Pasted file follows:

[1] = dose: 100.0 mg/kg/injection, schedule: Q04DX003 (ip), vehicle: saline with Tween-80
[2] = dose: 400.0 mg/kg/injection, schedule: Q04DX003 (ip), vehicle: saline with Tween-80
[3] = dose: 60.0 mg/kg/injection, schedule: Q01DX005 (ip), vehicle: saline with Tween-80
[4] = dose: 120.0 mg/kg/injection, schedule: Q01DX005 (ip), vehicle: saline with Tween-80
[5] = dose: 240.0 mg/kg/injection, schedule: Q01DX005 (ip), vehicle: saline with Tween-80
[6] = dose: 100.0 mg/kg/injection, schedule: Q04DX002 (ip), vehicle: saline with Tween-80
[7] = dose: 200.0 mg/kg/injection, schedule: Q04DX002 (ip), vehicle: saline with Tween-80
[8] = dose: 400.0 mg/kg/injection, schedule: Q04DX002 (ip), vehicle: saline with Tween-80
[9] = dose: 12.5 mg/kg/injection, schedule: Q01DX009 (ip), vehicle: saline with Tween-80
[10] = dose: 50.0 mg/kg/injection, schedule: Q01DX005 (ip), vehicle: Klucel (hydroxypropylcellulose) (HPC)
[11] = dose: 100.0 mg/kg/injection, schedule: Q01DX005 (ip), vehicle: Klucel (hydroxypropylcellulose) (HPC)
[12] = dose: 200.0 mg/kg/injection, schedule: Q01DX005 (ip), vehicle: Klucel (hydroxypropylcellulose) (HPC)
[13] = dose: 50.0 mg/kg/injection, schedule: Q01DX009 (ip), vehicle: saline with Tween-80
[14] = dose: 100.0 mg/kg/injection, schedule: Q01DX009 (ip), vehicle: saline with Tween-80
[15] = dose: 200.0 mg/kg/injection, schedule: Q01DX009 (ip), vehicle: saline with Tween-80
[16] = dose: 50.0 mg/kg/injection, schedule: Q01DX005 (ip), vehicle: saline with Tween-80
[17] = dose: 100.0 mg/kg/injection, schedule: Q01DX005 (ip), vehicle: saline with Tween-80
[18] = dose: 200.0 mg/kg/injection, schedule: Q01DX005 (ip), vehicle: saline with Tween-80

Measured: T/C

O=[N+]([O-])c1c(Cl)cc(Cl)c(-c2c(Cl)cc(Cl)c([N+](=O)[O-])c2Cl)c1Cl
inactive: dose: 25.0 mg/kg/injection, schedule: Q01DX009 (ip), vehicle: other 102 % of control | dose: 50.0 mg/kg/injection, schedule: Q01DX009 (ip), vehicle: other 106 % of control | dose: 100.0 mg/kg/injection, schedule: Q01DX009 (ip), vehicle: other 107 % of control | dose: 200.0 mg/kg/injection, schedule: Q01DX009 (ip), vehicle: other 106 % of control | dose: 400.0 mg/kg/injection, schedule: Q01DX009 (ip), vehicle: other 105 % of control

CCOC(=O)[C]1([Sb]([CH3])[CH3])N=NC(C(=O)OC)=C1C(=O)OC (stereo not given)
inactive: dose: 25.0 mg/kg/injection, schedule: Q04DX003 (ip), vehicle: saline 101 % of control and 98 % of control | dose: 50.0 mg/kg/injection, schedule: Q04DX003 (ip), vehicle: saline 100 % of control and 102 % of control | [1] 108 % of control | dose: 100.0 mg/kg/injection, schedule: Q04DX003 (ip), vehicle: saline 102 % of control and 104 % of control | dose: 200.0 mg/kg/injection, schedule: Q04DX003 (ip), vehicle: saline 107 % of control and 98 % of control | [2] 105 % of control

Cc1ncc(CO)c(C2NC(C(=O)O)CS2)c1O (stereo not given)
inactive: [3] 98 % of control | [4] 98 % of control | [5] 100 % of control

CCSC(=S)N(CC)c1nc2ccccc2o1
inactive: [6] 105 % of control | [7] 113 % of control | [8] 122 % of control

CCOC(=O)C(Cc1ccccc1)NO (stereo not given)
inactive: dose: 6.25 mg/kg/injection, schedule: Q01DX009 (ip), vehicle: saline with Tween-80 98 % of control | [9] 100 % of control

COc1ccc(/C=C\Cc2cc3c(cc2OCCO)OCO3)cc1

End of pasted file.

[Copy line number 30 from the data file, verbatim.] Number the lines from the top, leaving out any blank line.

COc1ccc(/C=C\Cc2cc3c(cc2OCCO)OCO3)cc1